Egads! My Dog Ate a Giant Bar of Dark Baker's Chocolate!
'Tis the season to be very careful of chocolate, particularly baking chocolate, as we learned the hard way on Wednesday. Poor Jake. When I woke up I discovered to my horror that he had counter surfed (he hasn't done this for years) and eaten an entire four-ounce Ghirardelli 100 percent cacao baking bar. NOT GOOD! We're not talking a single chocolate chip cookie here.
He was trembling a little. I didn't know if it was from the toxicity or because he was off his warm bed -- he's a Lab, but he has a crappy coat and gets cold easily -- but I wasn't taking any chances. I took him to Sunset Veterinary Hospital, five blocks away, where he was seen by a wonderful vet named Lani Wieman.
She and her team took Jake in the back and gave him several big syringes of activated charcoal and enough subcutaneous fluids to make him look like the Hunchback of Notre Dame. I opted not to do the option of forced vomiting and IV fluids right away because he really does not do well in the kennel area of vets, and if it wasn't totally necessary, I wanted to avoid it.
We went for a walk, he ate some grass, and we went home, where I was to watch him for the rest of the day and night. He drank about six bowls of water when we walked in the door and then proceeded to copiously vomit very black goo all over the hardwood floor.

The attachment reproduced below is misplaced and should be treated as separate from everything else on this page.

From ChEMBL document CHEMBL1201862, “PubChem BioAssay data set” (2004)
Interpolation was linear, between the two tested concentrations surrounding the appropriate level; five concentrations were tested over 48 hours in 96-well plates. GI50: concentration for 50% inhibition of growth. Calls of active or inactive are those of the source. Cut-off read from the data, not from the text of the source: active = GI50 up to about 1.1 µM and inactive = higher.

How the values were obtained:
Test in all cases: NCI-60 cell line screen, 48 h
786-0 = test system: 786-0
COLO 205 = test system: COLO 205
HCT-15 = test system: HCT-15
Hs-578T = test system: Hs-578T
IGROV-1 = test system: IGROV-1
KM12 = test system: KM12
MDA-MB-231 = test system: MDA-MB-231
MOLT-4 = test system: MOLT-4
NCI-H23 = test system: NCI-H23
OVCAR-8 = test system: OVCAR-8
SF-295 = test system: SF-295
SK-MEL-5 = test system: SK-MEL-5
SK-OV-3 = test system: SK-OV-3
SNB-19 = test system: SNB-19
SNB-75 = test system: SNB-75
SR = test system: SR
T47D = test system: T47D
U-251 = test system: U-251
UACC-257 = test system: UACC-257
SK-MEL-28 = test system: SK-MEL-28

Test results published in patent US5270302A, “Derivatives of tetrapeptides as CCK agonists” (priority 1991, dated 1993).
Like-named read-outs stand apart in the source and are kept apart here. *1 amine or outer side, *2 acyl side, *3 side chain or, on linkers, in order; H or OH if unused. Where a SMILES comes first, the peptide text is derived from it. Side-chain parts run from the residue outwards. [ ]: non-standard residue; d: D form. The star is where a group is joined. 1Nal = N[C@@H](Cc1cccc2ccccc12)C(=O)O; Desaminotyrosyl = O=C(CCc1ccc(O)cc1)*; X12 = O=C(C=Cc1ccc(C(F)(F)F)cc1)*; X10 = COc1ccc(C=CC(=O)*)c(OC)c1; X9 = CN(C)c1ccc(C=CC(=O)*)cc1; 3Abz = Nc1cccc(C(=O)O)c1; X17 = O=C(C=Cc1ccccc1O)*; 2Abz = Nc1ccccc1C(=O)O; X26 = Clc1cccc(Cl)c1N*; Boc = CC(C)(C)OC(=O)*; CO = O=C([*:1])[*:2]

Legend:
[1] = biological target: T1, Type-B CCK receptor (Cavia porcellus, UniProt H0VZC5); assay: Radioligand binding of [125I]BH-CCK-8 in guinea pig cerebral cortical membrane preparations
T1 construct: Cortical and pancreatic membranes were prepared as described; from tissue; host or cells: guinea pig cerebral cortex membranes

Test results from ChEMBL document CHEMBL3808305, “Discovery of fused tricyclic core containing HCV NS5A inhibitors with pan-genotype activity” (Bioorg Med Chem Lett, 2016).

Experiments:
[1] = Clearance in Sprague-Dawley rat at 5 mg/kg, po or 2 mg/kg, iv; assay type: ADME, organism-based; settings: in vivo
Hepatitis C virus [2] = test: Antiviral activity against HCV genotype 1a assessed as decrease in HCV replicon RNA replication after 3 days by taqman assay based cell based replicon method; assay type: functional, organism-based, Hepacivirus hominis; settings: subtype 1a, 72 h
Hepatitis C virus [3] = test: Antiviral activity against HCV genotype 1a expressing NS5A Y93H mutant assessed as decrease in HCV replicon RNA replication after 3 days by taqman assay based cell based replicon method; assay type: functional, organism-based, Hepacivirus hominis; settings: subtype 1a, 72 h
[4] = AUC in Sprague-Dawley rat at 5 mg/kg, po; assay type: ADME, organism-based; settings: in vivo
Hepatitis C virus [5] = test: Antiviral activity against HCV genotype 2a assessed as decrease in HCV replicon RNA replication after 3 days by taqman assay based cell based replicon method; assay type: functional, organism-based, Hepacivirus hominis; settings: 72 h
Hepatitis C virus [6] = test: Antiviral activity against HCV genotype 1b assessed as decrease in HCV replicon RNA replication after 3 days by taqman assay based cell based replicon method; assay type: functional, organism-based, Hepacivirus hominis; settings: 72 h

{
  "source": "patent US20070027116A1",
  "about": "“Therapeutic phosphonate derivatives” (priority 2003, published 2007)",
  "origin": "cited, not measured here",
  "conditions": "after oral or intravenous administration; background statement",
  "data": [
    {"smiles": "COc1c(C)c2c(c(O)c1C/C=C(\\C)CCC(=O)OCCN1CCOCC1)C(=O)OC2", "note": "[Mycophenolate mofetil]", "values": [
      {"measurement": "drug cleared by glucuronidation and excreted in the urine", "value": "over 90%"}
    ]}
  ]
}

Alas, no sign of chocolate. So off we went to the vet's again, because we needed to get that activated charcoal down into his gut, where it could do battle with the chocolate, which had a head start. They gave him an anti-vomiting shot, waited a bit, and then, at my request, kept him in the exam room this time for the charcoal administration. I figured it would help him be less nervous if I was there. He's Mr Mellow but gets shaky at the vet's.
This pic is after they bibbed him up before the two giant syringes of charcoal so he wouldn't turn into a black Lab in the messy process. He handled it like a trouper, and even the vet and lovely tech fell in love with the gentle semi-giant and his very expressive eyes.
I spent the night in a downstairs bedroom/office with him to make sure he was OK overnight. He snored the night away, and was out the doggy door chasing a critter away from the back yard at 4 a.m. Whew! He seems to be his old self, and this will never happen again.
Jake wasn't drinking fluids for a few hours while he was resting and after, and since the toxin can reabsorb through the bladder, it's essential. So I got out some turkey broth I made the other day, put some turkey in it, and he drank it all up and ate the goodies at the bottom. Moohaha, my plan worked, and out he went to the backyard to take care of business.
Be careful out there this season -- and all year round! Despite the discomfort at the vet's, Jake and I got lucky, but it doesn't always work this way.
The moral of this story: Even if your dog is not a counter surfer, please be careful with where you keep chocolate, especially as we come into the Season of Chocolate. I was going to use the baker's chocolate for something special, but it could have ended up killing my best boy. No more of that stuff in this household! OK, I'm going to go hug up on Jake now.
Read more from Maria and more on chocolate: